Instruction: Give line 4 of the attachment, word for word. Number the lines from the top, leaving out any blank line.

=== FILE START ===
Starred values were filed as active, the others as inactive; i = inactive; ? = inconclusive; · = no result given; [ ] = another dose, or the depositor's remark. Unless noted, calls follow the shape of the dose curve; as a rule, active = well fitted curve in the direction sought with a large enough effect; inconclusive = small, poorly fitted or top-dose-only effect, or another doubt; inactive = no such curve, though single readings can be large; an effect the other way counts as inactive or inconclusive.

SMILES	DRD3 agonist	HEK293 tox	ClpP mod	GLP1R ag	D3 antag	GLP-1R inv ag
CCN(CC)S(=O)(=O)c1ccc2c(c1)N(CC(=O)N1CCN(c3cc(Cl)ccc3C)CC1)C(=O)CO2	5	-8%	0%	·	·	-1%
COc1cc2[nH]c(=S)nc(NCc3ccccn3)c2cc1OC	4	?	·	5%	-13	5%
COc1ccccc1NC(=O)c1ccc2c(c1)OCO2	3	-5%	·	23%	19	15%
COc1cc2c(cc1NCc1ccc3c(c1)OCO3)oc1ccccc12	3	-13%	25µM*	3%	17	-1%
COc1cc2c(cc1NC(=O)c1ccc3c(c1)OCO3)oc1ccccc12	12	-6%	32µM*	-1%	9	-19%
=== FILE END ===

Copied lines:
COc1cc2[nH]c(=S)nc(NCc3ccccn3)c2cc1OC	4	?	·	5%	-13	5%